You hungrily scan the rows of plump bagels and cinnamon-and-sugar covered pastries at your favorite cafe, carefully selecting the perfect pairing for your midday coffee or post-Mass outing.
But what happens to the bread-based items at the end of the day or after they’ve reached their sell-by date?
Much of it likely goes from display case to trash can to landfill, according to a recent study by the Natural Resources Defense Council, an environmental action group. The study found that 40 percent of food in the United States goes uneaten.
Tossing out edible food does not sit well with Jim McCracken, a parishioner of St. Louis Church in Alexandria, especially given that food insecurity across the diocese ranges from 5.2 percent to 17 percent of the population, according to diocesan Catholic Charites. The U.S. Department of Agriculture defines food insecurity as a state in which “consistent access to adequate food is limited by a lack of money and other resources at times during the year.”
To divert at least some food from landfills into hungry stomachs, McCracken began what he refers to as a “food gleaning ministry” 15 years ago. Called “Bread for Our Brothers,” the ministry is a partnership between the Mount Vernon Knights of Columbus and St. Louis Parish that brings unsalable bread products from five food vendors to 20 food pantries, shelters and churches, including Christ House in Alexandria, the St. Vincent de Paul food pantry in Fredericksburg and the Catholic Charities-run St. Lucy Project distribution center in Manassas, which serves as a hub for parish food pantry donations. Bread also is brought to 10 local religious communities, including the Poor Clares and Poor Sisters of St. Joseph in Alexandria.
Gleaning, referred to multiple times in the Bible, is the custom of allowing the poor to follow reapers in the field and gather the fallen but edible food. Mc-Cracken says the term is fitting because his ministry not only collects bread that would otherwise be wasted but also fulfills the Gospel call to care for the poor and “live with charity.”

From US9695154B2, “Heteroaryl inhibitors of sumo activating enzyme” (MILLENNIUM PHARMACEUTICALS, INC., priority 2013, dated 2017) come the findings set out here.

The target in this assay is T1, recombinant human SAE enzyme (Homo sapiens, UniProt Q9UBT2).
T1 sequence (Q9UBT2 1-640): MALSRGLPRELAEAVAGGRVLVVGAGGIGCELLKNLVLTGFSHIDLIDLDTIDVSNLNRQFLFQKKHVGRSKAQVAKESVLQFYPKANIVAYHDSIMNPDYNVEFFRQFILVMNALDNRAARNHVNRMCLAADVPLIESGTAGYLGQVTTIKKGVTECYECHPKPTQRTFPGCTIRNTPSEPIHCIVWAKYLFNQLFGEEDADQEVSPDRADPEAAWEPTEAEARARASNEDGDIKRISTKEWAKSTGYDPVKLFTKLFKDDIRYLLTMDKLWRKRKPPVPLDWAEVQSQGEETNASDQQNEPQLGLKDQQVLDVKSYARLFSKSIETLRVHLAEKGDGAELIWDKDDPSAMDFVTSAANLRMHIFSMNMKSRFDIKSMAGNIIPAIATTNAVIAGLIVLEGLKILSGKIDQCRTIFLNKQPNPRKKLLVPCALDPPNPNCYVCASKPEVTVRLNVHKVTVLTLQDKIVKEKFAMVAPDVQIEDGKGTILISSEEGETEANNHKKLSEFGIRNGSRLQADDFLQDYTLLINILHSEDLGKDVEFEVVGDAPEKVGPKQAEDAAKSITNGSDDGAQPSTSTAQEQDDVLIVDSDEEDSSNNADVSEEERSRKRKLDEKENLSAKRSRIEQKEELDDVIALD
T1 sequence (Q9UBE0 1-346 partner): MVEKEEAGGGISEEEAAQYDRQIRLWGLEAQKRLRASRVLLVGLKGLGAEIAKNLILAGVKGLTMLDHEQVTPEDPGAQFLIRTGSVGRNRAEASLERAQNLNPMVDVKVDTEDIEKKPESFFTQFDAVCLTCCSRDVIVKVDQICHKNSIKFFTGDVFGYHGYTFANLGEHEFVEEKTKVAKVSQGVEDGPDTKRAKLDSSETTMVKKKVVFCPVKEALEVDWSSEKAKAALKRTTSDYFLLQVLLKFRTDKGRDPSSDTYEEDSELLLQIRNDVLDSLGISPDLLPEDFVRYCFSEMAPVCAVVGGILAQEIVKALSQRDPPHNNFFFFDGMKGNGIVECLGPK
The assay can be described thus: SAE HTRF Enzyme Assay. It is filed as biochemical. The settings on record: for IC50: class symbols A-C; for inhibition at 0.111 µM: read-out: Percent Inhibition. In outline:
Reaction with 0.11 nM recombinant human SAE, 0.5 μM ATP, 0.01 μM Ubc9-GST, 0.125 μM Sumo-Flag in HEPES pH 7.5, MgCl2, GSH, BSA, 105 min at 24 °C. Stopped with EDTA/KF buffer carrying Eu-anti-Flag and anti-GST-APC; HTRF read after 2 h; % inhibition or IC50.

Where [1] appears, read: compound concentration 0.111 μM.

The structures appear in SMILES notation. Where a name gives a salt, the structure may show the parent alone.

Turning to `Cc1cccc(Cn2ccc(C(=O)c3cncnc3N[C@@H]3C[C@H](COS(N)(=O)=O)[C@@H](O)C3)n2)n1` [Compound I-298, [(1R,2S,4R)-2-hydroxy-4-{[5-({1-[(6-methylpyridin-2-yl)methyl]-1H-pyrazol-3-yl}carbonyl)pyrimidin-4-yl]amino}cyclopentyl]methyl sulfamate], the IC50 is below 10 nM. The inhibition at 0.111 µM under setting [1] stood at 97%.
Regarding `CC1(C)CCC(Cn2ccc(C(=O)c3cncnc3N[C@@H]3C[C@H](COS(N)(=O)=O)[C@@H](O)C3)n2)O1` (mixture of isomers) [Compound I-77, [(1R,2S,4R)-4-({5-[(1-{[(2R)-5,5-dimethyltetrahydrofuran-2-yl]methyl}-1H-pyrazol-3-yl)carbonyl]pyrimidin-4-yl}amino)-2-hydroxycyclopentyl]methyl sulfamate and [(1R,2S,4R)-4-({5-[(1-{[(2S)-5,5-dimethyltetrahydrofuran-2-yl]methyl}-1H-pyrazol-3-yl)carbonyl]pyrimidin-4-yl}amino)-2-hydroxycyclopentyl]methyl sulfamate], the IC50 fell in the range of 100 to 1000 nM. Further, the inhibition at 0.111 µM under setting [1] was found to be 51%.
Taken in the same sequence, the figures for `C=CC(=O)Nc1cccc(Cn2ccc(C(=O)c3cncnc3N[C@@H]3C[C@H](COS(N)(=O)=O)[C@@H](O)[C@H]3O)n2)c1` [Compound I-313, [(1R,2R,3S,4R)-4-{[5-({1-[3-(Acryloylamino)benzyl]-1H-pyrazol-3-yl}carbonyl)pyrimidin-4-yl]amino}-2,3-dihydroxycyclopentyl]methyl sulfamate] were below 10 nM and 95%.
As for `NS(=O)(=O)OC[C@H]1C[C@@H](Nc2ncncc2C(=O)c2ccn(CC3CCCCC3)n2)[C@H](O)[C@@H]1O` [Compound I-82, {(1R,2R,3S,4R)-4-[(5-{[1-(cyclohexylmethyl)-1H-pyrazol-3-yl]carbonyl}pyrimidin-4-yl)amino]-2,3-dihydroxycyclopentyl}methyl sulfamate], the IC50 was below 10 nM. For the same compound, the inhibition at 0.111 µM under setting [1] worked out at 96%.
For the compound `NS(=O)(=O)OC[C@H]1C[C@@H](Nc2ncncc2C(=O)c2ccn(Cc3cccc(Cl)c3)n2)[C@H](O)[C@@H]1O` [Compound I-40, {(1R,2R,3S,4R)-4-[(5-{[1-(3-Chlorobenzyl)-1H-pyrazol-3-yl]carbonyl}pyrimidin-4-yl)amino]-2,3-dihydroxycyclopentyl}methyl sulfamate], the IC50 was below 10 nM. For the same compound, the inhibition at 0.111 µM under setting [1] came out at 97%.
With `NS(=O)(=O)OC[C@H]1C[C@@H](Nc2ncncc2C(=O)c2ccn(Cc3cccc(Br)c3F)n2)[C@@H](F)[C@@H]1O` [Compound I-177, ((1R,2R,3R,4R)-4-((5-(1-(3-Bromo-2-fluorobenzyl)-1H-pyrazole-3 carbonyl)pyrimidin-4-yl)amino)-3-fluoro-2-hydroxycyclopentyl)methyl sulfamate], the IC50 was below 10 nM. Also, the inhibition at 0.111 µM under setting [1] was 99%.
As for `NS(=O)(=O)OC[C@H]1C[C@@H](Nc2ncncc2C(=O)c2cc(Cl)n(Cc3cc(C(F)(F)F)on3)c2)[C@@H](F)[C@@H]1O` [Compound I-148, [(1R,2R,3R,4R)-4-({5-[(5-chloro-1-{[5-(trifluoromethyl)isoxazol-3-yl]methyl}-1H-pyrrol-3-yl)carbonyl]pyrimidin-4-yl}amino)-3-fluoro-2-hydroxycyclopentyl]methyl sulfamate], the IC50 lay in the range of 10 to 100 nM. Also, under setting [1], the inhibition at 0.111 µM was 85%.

Bread for Our Brothers began while McCracken was attending Trinity University’s Education for Parish Services program in D.C. A classmate and Maryland Knight who had been collecting extra bread from an industrial bakery and bringing it to food pantries in Maryland and Washington was looking for another place to distribute the loaves.
McCracken volunteered to help, and he began transporting bread to the nonprofit United Community Ministries in Alexandria, where he’d been teaching adults computer skills.
“I’d fill up my van with all this fresh bread, and the windows would steam up,” recalled McCracken. “It always smelled like a bakery.” The ministry has grown over the years, with around 45 volunteers now gathering a mix of pastries, artisan breads, bagels and rolls from three Safeways and one Panera Bread store near St. Louis Church. They collect sliced bread from the Lorton and Alexandria depots of Bimbo Bakeries USA, the largest bakery company in the United States; Vermont Bread Co., an organic baked goods supplier; and the Schmidt Baking Co., which delivers to Giant grocery stores in Lorton and Springfield. Some of the bread has been slightly dented or is excess. Much is collected on or near the sell-by date.
McCracken said the sell-by date is misunderstood. “Many Americans think of a sell-by date as an expiration date, but that’s not true,” he said. They are meant to tell grocers how long to keep items on shelves.
The “rescued” bread is still “fresh and good to eat,” said McCracken.
Knights and volunteers hailing from St. Louis and other local Christian churches collect the bread several days a week and transport it to the various locations using a truck lent by the St. Lucy Project. Most of the bread comes from the Vermont Bread Co. and Bimbo, and McCracken estimates a total of 2,500-3,500 breadbased items are donated each week.
It’s a simple ministry at the service of bigger efforts to feed the hungry, said McCracken, who retired in 2003 as a federal employee at the National Institute of Standards and Technology. But Mc-Cracken is grateful to be part of an effortthat saves edible bread from going to the landfill and nourishes people. “It’s an act of mercy,” he said. “It’s an extension of what Pope Francis is calling us to do.”